Addis Abeba: The humanitarian situation in Western Oromia has further deteriorated in 2022 due to intensified hostilities and inter-communal violence. Reportedly, some 500,000 people have been recently displaced in the sub-region, including thousands displaced multiple times from Kamashi zone (Benishangul Gumuz Region, BGR) since 2018, who are unable to return to their place of origin due to insecurity. Aid workers, mostly Ethiopian nationals, continue working to deliver humanitarian assistance in a volatile environment where humanitarian principles are continuously challenged. In 2022, partners have come under increased security threats, including two shooting incidents, various harassment, temporary detention, and forceful commandeering of their vehicles.
global acute malnutrition (GAM) rates among children under five years old have risen to 22 percent, and among pregnant and lactating women to 42 percentUNOCHA
In 2018-2020, inter-communal violence between Oromo and Gumuz (BGR) communities as well as hostilities between security forces and armed groups impacted humanitarian access mainly in West and Kellem Wollega zones. Since 2021, clashes have expanded to East and Horo Guduru Wollegas as well as to North, West, South-west and East Shewa zones, prompting forced displacements within Oromia and into Amhara region. Further, insecurity has impacted partners’ movements along the Addis Abeba – Ambo – Nekemte road and into Assosa, impending the movement of supplies and fuel for relief operations to thousands of IDPs and refugees in Assosa and Mao Komo Special Woreda (BGR). On the other hand, some areas in Kellem Wollega that were hard to reach for years have now become accessible, and access to southern parts of East Wollega has improved.
The humanitarian response is severely impacted by a combination of access restrictions, inadequate funding, and limited partners’ presence. Subsequently, global acute malnutrition (GAM) rates among children under five years old have risen to 22 percent, and among pregnant and lactating women to 42 percent (source: Rapid Nutrition Assessment). Meanwhile, partners report not being able to distribute nutrition items – particularly high-energy biscuits – in certain areas due to security considerations, which is restricting the impact of the nutrition response. Insecurity is forcing partners to restrict activities along main roads, away from rural areas, which limits the number of people reached, leaving thousands of IDPs without assistance in Horo Gudru Wollega and those who moved back from Kamashi (BGR) and who have not been registered until now.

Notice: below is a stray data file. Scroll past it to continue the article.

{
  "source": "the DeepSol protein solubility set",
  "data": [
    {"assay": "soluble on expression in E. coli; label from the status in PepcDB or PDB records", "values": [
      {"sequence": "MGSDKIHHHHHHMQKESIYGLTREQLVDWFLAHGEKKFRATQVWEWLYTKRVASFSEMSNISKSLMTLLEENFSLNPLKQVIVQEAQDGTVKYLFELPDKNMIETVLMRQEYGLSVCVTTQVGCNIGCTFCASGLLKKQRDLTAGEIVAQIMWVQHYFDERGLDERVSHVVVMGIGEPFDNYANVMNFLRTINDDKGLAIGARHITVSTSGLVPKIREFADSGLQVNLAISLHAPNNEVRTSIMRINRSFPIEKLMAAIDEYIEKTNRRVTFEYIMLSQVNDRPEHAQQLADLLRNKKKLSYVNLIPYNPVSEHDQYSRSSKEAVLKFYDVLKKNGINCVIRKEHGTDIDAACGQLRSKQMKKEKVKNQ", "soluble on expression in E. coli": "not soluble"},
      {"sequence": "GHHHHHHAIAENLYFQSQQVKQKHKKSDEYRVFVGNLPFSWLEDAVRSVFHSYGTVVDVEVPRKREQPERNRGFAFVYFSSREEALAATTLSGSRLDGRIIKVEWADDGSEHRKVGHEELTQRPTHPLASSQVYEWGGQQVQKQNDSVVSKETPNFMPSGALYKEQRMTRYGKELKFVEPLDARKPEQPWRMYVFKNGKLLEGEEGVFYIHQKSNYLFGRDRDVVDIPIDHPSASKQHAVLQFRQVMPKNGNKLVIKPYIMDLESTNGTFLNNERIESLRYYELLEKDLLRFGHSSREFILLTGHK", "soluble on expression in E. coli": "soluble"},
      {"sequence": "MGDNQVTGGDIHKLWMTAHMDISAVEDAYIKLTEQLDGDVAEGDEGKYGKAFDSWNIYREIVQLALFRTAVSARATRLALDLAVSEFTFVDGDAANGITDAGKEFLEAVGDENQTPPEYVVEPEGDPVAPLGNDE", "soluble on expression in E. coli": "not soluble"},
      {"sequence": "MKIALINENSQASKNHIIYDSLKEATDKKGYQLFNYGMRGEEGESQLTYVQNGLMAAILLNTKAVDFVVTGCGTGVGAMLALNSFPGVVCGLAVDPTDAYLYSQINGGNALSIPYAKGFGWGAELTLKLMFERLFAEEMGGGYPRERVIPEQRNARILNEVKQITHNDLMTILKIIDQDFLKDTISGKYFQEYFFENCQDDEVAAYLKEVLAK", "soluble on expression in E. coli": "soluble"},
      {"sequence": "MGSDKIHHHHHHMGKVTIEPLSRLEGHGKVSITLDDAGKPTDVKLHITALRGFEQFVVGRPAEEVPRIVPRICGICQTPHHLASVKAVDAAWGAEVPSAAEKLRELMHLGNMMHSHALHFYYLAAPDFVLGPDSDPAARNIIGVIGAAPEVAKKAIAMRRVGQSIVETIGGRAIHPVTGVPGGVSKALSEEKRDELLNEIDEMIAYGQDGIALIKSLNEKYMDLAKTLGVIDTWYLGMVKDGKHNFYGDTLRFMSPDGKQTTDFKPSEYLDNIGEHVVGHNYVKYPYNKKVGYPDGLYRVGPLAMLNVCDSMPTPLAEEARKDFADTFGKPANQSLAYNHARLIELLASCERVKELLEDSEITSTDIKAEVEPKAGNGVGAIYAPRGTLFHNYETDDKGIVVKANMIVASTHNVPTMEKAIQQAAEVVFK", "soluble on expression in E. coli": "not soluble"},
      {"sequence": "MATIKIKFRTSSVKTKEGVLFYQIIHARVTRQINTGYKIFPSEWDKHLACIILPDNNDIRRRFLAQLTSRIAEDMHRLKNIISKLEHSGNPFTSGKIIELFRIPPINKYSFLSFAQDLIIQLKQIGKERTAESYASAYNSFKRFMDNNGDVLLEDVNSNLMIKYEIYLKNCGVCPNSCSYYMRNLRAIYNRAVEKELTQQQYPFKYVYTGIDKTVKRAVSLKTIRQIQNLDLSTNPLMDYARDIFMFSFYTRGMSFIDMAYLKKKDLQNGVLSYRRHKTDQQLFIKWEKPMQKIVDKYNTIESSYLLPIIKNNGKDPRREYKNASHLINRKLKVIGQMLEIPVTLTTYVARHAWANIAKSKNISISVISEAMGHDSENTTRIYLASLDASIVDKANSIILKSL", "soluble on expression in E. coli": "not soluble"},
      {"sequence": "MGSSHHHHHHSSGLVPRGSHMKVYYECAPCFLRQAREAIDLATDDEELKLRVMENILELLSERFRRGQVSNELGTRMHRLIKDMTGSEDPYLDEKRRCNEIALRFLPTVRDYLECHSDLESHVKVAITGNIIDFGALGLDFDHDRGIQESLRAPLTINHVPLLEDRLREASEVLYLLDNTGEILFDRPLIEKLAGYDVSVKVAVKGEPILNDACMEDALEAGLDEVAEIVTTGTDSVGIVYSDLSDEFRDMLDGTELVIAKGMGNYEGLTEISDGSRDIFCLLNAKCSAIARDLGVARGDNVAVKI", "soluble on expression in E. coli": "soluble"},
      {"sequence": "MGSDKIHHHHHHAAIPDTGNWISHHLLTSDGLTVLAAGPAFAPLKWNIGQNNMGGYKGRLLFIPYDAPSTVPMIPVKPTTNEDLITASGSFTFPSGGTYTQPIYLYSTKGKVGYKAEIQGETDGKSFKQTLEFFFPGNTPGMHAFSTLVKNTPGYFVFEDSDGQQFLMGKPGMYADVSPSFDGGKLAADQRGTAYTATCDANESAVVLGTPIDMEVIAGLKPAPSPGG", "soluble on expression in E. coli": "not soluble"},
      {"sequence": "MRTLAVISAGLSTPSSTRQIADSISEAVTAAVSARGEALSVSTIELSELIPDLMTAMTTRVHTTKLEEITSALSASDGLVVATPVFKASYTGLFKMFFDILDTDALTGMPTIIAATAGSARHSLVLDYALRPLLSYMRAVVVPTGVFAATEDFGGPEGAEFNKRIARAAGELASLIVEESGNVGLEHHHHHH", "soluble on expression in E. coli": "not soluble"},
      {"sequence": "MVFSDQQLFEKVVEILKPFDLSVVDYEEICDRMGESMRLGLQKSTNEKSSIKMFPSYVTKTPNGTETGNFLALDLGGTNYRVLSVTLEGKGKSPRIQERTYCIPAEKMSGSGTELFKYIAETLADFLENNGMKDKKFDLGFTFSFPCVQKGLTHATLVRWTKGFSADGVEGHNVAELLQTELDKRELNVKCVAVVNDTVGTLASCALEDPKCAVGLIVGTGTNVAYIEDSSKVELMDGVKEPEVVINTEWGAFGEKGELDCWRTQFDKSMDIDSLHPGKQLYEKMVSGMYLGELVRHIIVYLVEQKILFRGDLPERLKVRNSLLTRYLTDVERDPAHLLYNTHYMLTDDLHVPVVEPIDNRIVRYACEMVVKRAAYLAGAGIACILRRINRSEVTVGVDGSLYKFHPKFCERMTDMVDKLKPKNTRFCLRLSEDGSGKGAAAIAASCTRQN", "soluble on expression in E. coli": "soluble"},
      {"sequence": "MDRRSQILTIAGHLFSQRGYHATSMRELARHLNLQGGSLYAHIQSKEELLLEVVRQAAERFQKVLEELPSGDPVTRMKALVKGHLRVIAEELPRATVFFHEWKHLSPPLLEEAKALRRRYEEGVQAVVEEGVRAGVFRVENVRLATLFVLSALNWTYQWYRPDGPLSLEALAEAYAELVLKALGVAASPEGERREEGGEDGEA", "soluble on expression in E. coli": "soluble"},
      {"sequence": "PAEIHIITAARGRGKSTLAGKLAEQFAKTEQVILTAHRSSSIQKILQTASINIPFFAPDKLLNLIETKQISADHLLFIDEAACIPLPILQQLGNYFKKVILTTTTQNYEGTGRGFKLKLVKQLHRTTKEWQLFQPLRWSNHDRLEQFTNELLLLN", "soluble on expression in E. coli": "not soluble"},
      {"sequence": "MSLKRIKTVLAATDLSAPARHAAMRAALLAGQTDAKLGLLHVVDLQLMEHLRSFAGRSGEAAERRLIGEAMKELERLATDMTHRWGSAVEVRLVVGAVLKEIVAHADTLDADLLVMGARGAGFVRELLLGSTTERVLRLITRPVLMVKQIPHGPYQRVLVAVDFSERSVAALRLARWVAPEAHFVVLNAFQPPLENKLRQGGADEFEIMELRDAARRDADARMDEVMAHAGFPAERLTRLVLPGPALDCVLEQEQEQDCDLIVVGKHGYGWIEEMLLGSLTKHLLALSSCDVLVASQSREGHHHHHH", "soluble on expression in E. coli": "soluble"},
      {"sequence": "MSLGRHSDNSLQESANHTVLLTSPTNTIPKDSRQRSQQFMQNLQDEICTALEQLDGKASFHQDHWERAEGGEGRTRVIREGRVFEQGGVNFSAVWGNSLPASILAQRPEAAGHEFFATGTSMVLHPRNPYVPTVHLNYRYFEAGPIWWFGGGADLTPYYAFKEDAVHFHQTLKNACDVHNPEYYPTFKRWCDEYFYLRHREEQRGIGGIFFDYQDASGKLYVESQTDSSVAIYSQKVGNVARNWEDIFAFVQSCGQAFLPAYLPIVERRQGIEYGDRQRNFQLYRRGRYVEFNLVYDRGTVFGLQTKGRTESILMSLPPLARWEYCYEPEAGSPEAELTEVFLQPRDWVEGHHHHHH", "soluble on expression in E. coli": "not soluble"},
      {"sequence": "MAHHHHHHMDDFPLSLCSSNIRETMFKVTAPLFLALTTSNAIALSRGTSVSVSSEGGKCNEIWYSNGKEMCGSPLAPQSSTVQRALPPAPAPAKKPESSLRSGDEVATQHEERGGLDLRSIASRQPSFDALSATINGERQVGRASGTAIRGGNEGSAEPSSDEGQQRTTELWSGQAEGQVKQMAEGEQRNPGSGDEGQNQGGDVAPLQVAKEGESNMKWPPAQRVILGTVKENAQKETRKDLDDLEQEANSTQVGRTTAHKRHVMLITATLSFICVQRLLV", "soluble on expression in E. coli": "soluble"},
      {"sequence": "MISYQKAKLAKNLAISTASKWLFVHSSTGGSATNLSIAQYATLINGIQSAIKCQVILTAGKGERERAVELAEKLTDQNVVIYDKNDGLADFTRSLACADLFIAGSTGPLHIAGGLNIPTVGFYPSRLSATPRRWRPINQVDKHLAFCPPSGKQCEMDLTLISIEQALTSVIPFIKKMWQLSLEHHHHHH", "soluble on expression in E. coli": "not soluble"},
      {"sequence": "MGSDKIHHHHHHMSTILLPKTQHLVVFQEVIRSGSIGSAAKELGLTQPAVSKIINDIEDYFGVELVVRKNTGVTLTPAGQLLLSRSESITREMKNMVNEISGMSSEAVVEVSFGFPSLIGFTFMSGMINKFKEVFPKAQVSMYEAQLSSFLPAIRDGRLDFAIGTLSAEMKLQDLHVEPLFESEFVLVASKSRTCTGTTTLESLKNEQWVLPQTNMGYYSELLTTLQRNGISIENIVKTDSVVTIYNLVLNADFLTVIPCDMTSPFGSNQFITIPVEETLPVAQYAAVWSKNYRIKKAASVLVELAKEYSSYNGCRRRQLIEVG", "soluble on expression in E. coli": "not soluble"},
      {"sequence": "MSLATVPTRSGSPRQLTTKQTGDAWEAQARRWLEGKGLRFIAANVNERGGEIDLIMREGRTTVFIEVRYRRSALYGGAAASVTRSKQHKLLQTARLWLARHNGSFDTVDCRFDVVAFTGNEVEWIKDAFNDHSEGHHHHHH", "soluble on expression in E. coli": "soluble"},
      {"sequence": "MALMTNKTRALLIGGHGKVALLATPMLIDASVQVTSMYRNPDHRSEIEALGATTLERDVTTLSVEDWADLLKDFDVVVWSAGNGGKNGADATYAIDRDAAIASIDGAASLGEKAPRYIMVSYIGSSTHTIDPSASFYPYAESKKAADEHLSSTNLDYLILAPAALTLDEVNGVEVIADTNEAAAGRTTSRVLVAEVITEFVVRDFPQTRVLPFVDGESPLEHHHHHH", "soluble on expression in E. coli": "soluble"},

The population’s access to essential services such as education, healthcare or water and sanitation in recent years has been highly compromised because of violence and the destruction of existing infrastructure. Through Western Oromia, 426 health facilities are reportedly non-functional due to looting and destruction. In East Wollega, 144 schools remain closed and over 62,000 children out-of-school. Similarly, in West Wollega, 184 schools are closed and 89,000 students out of school. Partners are unable to re-stock essential health and nutrition supplies due to insecurity and other restrictions. Access to markets from rural areas is hindered, while woreda centers are facing shortages of essential supplies due to road blockage. Food deliveries to the affected population are intermittent and incomplete due to a combination of insecurity and budgetary/logistical challenges faced by authorities. Partners are considering ways to ensure food aid is delivered to remote locations.
Aid workers continue to operate in a high-risk environment often undergoing serious threats and risks such as intimidation, harassment, attacks on ambulances and medical missions. In recent months, Western Oromia has also experiencing a rise in criminal activity, with several incidents of abductions and carjacking reported, particularly along the Ambo-Nekemte Road. Dispatch